The Battle of the Sexes

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Science  08 Sep 2000:
Vol. 289, Issue 5485, pp. 1653
DOI: 10.1126/science.289.5485.1653c

Ritualized displays between the sexes are widespread in animals, especially in monogamous species. Evolutionary explanations have centered on such displays as a means for females to assess male quality, for both sexes to maintain cooperation and mutual stimulation, and/or to coordinate reproductive physiology.

Wachtermeister and Enquist now propose a new explanation in which sexual conflict plays a role. According to this hypothesis, asymmetry between the sexes in their eagerness to mate leads to the evolution of complex rituals as a male tries to lure a female into reproducing earlier than is optimal. They simulate this process using a neural network model, run over 60,000 generations. ‘Male’ signals are fed into the ‘female’ network, which contains internal feedback loops that can react to a sequence of stimuli.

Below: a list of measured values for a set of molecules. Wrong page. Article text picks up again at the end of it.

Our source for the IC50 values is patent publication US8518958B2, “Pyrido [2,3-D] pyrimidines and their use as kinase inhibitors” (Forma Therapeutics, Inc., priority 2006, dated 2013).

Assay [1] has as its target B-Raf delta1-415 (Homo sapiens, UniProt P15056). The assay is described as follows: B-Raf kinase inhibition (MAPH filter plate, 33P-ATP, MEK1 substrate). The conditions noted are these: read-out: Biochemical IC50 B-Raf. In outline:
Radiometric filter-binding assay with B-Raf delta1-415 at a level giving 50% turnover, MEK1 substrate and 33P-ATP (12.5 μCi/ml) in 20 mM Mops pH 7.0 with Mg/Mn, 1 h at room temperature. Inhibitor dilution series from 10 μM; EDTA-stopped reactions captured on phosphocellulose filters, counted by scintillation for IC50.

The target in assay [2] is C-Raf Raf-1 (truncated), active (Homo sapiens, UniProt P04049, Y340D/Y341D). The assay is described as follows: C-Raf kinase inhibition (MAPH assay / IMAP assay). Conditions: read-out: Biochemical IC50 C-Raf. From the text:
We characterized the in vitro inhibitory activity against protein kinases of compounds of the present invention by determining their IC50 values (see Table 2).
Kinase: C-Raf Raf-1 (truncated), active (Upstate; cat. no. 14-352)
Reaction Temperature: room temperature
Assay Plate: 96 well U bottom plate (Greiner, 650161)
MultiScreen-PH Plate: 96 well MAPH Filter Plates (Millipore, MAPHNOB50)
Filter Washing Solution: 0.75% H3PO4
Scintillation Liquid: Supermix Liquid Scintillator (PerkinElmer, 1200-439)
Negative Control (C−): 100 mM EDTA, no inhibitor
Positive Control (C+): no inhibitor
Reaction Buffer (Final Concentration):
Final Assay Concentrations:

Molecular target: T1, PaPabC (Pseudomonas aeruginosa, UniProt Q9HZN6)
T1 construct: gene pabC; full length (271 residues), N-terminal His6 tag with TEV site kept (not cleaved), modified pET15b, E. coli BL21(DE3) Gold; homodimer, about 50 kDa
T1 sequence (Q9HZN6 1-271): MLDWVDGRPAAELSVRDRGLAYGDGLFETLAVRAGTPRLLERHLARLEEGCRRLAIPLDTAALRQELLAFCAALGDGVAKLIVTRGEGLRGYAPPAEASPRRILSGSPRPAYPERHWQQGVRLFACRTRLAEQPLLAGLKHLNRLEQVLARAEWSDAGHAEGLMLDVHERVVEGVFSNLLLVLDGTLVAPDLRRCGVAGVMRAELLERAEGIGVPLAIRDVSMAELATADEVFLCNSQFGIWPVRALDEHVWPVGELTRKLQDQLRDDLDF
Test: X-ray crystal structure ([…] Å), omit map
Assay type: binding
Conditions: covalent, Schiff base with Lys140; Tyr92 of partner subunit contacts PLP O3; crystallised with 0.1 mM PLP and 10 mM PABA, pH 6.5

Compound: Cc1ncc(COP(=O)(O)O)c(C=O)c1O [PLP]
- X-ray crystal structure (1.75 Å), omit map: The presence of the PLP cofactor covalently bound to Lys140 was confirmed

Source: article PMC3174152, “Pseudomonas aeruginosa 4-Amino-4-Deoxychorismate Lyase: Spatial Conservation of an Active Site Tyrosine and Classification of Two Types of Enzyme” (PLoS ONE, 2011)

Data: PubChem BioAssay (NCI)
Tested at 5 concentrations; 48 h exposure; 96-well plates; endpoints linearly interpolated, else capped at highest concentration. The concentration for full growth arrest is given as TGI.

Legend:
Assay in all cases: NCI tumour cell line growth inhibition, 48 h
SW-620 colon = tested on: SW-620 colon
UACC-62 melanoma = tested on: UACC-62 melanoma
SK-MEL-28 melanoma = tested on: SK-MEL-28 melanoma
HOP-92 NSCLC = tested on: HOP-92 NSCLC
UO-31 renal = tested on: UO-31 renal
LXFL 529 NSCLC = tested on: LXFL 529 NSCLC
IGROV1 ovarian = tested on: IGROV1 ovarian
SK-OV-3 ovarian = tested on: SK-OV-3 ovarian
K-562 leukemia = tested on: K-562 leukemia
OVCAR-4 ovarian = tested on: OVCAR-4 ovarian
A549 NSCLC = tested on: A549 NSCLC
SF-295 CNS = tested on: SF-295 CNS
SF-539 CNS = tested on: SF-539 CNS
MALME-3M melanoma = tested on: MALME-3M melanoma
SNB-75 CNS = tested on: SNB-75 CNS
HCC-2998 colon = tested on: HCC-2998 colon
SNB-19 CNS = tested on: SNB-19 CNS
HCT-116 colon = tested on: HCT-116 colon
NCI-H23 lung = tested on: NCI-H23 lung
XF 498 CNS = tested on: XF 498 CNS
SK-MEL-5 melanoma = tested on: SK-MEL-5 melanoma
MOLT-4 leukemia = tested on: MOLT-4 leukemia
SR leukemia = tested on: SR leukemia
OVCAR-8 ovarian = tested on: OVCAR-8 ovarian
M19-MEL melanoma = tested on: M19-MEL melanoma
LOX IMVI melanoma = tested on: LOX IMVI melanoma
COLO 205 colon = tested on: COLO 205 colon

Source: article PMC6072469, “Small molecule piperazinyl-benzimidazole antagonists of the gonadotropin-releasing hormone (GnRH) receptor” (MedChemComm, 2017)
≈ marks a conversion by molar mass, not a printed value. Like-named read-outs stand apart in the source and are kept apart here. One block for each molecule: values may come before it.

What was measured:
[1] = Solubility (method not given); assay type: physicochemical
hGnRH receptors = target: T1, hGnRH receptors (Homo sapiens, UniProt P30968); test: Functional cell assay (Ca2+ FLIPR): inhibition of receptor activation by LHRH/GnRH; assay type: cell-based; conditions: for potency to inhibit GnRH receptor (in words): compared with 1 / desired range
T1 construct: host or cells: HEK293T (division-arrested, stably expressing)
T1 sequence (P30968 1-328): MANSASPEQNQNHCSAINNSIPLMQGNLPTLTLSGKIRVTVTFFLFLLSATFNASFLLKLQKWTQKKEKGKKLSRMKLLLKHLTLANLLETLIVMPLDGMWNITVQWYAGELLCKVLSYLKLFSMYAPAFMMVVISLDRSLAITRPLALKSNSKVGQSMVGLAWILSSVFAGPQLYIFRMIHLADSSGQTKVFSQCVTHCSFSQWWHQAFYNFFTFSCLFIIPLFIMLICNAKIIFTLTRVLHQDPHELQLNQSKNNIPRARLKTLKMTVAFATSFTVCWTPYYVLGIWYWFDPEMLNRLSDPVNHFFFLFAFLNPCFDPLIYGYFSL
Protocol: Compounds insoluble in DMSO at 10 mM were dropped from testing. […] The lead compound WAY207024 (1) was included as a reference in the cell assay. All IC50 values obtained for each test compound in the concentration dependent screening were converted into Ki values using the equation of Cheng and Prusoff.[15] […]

When new male sequences of signals were allowed to evolve, females started to reproduce earlier than optimal, but in response the females then evolved increased resistance to the new displays. This model co-evolutionary process, which entails no female choice or mutual co-operation, appears to operate regardless of the costs of the signal or the quality of the male. — AMS

Behav. Ecol. 11, 405 (2000).

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